As an example of how to trade a cup and handle pattern, consider the situation where a forex trader operating in the USD/JPY currency pair observes a U-shaped chart pattern with two highs at 135 and an intervening 130 low that is followed by a small downward or sideways consolidation phase that falls as low as 133.5. Their analysis noted that this pattern met all the visual criteria of a cup and handle pattern.

The trader then looks to confirm the pattern by checking the volume seen during its formation. They observe that the volume remained high during the cup formation phase and it then gradually decreased as the handle formed. 

They then waited for the USD/JPY exchange rate to break out of the confirmed cup and handle pattern by breaking above the 135 level. Once that happens, they computed the width of the cup to be 135-130 = 5 and projected that amount upward from the 135 breakout level to yield a 140 profit-taking objective. 

The trader then quickly enters a buy order at the post-breakout market level of 135.25, placing their stop-loss sell order at 133.25, just below the handle’s low point of 133.5. They also enter their take-profit order at 139.75, which lies just ahead of their 140 objectives. 

The trader will now need to monitor their position until either their stop-loss or take-profit levels are reached and the trade is closed out. Traders can also consider scaling out of the trade as it moves in their favor.

If their take-profit level trades first, then they will make 139.75-135.25 = 4.5 or 450 pips, but if their stop-loss order level is triggered then they will lose 135.25-133.25 = 2 or 200 pips. Their risk/reward ratio on the trade is therefore 1 to 450/200 = 2.25.

Strategies for Trading the Cup and Handle Pattern

Forex traders can use the cup and handle pattern to identify potential trading opportunities and make profitable trades in the forex market. It's important to remember that trading always carries risk, and it's essential to have a solid risk-management strategy in place to protect your capital.

Entry Points and Stop-Loss Levels

The ideal trade entry point for a cup and handle pattern that has broken out is just above the breakout point, which would be 135 in the above example. The trade can be entered either with a market or limit buy order. 

A stop-loss order to limit potential losses is also typically put into the market just below the lowest point of the handle of the Cup and Handle pattern, which was at 133.5 in the previous example. Take-profit sell levels are typically set near the pattern’s objective or just below a nearby resistance level.

Confirming the Pattern with Technical Indicators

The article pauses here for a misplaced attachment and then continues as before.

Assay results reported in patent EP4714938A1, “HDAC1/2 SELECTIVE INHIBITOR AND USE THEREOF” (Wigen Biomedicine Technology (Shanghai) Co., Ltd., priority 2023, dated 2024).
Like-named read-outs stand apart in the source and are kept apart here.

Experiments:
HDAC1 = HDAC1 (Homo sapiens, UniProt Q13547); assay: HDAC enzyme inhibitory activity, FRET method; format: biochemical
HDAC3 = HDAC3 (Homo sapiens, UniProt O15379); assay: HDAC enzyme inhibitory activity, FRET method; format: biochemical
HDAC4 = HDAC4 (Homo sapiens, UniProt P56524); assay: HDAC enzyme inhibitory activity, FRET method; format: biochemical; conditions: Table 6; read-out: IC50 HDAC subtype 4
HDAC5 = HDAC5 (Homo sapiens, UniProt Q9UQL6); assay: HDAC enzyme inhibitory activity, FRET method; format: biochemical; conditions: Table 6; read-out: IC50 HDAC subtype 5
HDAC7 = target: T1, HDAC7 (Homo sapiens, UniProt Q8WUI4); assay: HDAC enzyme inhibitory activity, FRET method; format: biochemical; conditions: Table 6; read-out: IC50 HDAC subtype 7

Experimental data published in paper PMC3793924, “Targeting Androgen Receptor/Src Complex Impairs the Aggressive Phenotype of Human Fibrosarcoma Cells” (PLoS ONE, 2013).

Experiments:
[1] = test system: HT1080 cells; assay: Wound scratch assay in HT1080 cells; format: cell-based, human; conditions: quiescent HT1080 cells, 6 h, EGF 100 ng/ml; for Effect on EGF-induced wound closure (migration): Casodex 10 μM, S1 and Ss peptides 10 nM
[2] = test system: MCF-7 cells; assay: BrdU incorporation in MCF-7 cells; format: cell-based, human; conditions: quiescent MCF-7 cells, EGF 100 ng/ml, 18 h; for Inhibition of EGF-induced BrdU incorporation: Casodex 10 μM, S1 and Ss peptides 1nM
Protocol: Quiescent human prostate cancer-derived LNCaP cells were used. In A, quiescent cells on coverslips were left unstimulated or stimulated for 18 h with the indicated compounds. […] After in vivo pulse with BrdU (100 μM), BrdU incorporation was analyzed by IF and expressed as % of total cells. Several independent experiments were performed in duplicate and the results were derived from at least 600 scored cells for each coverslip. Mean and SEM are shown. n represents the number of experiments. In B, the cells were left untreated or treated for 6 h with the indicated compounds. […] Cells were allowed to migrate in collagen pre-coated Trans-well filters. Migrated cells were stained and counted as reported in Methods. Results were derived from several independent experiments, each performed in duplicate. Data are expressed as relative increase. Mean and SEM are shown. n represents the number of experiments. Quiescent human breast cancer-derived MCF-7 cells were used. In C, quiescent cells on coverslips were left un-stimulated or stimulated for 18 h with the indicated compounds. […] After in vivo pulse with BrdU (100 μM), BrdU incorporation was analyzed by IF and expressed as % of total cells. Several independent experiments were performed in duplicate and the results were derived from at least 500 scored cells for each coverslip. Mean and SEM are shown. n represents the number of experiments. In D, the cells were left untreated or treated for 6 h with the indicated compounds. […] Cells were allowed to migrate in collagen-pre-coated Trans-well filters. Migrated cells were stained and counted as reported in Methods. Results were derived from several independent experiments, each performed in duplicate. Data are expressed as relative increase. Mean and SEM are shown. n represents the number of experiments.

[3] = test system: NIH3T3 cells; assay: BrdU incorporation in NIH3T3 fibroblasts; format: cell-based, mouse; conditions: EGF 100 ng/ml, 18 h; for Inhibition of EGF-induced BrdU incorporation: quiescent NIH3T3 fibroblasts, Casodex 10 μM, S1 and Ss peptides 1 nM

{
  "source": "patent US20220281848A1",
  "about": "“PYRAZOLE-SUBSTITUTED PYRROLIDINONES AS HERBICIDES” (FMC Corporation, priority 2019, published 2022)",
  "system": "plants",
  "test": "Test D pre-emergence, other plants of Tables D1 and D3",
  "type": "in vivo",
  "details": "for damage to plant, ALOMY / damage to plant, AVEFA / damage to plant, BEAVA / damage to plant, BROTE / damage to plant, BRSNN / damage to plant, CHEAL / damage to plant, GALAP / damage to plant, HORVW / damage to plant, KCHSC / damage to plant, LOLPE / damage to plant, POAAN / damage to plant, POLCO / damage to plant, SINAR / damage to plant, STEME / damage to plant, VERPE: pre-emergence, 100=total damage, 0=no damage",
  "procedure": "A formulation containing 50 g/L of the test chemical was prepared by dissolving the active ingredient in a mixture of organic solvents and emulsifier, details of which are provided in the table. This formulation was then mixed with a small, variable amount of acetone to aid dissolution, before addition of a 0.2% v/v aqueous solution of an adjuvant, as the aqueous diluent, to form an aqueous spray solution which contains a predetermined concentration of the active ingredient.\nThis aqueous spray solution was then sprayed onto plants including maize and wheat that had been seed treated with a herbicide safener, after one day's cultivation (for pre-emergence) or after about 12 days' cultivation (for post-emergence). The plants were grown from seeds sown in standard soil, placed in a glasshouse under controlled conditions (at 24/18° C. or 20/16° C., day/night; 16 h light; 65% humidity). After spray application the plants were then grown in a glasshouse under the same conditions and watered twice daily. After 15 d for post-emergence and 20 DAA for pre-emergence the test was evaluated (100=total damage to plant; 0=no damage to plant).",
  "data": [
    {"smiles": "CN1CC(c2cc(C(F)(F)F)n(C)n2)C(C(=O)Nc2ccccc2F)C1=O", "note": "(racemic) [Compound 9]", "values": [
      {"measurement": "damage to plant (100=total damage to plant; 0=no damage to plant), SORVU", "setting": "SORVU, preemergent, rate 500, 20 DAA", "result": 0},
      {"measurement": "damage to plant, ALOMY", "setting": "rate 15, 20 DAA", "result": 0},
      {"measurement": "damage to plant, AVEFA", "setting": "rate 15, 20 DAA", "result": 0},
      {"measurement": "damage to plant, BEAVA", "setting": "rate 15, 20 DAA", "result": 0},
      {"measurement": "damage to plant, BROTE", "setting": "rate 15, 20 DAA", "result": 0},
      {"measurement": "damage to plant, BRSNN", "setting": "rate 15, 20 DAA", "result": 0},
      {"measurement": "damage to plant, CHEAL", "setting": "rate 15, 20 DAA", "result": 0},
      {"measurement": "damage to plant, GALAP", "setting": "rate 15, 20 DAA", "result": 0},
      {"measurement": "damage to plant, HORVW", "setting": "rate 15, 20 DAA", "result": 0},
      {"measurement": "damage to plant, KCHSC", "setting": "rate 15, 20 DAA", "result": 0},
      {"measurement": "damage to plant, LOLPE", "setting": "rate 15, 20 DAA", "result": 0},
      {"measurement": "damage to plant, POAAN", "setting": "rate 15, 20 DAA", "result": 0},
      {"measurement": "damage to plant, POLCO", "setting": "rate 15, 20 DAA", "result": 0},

Confirming the cup and handle pattern with technical indicators can help forex traders increase the probability of success in their resulting trades. Some of the most commonly used technical indicators for confirming this chart pattern include:

  • Volume: Volume is a crucial indicator for confirming the cup and handle pattern. The pattern is generally characterized by high trading volume during the cup formation followed by a decrease in volume during the handle formation.
  • Relative strength index (RSI): The RSI can be used to identify overbought and oversold conditions in the forex market. When the RSI lies in oversold territory with a reading below 30 while the handle forms and then moves above its 50 midpoint level as the cup and handle pattern breaks out, it can be seen as a confirming bullish signal.
  • Moving averages: Moving averages computed of an exchange rate can be used to identify the direction of the market trend because a positive slope indicates an upward trend, while a negative slope reflects a downward trend. Traders can also use a combination of shorter-term and longer-term moving averages to confirm the cup and handle pattern’s breakout and provide a clear trading signal when the short-term moving average rises above the longer-term average.
  • Fibonacci retracement and projection levels: These theoretical levels are computed from previous market moves. Traders can use them to identify potential support and resistance levels that can help traders identify possible points to enter and exit trades.

By using these technical indicators in conjunction with the cup and handle pattern, forex traders can both confirm the pattern and increase their chances of making profitable trades.

Position Sizing and Risk Management

Position sizing and risk-management strategies are critical components of any forex trading plan and allow traders to increase their chances of trading a cup and handle pattern profitably. Before entering a trade based on this pattern, you want to determine the appropriate position size based on your account balance, risk tolerance and the level of your stop-loss order. 

As a place to start, you can calculate a suitable trade size by taking the dollar amount of risk you want to take on, multiplying it by the stop-loss exchange rate level and then dividing the result by the distance between your entry level and your stop-loss level. 

In the above example, the trade entry level was 135.25, while the stop loss level was 133.25, so the difference is 2.  If you want to take on $2,000 in risk when making this trade, then you can trade in a position size of ($2,000 x 133.25)/2 = $133,250. 

Also, setting a stop loss is essential for limiting your potential losses just in case a cup and handle trade goes against you. Your stop loss should generally be placed below the low of the handle formation to minimize the risk of being stopped out prematurely.